Nico Franz

1981 Cottbus, DE

Of the duality of art, 2016


Of the duality of art, 2016

Image description

What you see is a three-dimensional object. Since the object is only available in a digital version and not physically, nothing can be said about the dimensions. The object carrier is a black square plate made of unknown material. On it, centered vertically and horizontally, nine hollow prisms with triangular bases have been mounted, arranged vertically directly next to each other. The triangular bases are isosceles and right-angled, with the apex of the right angle pointing toward the viewer. If the viewer looks at the object head-on, fragments of a painting are depicted on the left surfaces of the prisms, as well as on the right. If one examines these fragments more exactly one finds out that it concerns in each case nine fragments of two paintings of Leonardo da Vinci (*1452). On the one hand the portrait "Lady with Ermine" and on the other hand the portrait of a "Belle Ferroniere". These paintings, they are copies of the originals, were cut vertically into nine strips. Then they were applied to the prisms alternately and respecting their original order. On the left side the fragments of the "Belle Ferroniere", on the right side those of the "Lady with Ermine". The slide itself is movable and can be rotated around a centered y-axis by 90 degrees to the left and 90 degrees to the right. Turned to the left at an angle of 45 degrees, only the surfaces of the "Lady with Ermine" are visible due to the changed perspective, now as a coherent painting, since the fragmentation is completely removed by the changed perspective. Analogously, the painting of the "Belle Ferroniere" appears when the slide is rotated 45 degrees to the right.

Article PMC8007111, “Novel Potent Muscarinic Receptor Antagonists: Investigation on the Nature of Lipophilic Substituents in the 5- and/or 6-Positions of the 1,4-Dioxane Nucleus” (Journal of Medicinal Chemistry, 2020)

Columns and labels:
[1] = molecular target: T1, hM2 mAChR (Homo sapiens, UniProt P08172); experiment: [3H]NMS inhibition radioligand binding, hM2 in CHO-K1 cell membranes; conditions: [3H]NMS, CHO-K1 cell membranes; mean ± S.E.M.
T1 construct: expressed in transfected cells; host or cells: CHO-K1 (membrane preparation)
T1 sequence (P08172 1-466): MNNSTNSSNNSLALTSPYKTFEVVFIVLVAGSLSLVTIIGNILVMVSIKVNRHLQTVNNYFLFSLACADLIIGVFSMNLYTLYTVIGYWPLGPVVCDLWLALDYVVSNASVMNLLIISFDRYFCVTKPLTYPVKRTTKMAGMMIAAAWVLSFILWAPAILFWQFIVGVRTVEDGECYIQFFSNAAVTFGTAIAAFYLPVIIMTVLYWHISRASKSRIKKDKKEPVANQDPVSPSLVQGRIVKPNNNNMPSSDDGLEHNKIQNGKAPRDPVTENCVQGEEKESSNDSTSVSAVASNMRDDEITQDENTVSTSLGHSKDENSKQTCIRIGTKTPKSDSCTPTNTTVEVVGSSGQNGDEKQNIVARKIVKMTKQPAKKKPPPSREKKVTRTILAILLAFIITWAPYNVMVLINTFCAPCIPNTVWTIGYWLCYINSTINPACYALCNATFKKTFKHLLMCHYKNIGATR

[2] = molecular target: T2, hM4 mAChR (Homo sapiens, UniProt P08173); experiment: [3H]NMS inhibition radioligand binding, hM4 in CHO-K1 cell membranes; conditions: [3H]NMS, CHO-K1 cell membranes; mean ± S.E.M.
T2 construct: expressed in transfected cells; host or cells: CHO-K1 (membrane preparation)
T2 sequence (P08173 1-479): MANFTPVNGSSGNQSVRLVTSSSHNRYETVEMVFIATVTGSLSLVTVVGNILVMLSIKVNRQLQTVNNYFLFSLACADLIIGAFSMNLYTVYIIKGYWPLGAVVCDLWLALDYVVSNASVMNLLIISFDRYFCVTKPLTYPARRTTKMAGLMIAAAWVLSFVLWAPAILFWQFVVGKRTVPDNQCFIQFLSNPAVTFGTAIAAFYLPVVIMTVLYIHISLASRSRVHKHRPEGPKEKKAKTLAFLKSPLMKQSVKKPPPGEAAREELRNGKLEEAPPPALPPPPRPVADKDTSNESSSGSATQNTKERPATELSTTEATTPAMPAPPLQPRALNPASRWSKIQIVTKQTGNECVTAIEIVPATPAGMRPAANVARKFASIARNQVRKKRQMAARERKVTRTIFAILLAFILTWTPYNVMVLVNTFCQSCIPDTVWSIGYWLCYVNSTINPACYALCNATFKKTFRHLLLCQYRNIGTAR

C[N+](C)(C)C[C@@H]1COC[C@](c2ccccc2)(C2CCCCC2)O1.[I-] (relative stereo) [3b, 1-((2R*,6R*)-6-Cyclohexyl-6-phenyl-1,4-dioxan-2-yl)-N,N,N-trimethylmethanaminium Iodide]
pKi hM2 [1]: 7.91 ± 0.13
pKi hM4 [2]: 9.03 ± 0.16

Image Explanation

The copyist Nico Franz from Stuttgart probably refers here to a painting with portraits of Jesus and Mary from the circle of Guido Reni (17th century), which is based on the same idea. Only the depicted persons were exchanged. Also, Reni's work is firmly mounted and must be actively bypassed by the viewer. The copyist masterpiece "Pride and Avarice" is one of the few paintings to which Nico Franz never commented. Also, nothing is known about the creation or even the intention, not even the reference to Reni is certain. The only thing that speaks for it is that the work was exhibited by Reni in 2020 as part of an Op-Art exhibition at the Kunstmuseum Stuttgart. Presumably he became aware of it there.

His constant credo of a dynamization of art is surprisingly a step backwards with regard to Reni's work. In Nico Franz's work, the viewer is forced into a passive role, the enigmatic is directly resolved, the viewer does not even have the embarrassment of having to open up the work for himself by going around it. One could almost say that the solution to the riddle is presented to him on a silver platter. The viewer, thus degraded to passivity, has no possibility to repeat what he has seen after the presentation. An interpretation through the process of the active development of the work by the viewer, as it is possible with Reni, can therefore not have been in the foreground with Nico Franz.

The selection of the paintings for the surfaces of the prisms, which differs from Reni's, seems arbitrary at first; after all, they are two representations that seem similar in style and subject. But an interpretation of the selection would be too daring here and presumably too extravagant.

Possibly, however, one can approach the work via the assigned title. After all, pride and avarice represent two of the seven deadly sins. Then this work would be considered part of a series, but only if Nico Franz was aware of the seven deadly sins at the time of its creation. Ultimately, this work, like every other copyist work, must be understood as a translation following the copyist canon and a continuation of traditional forms of representation.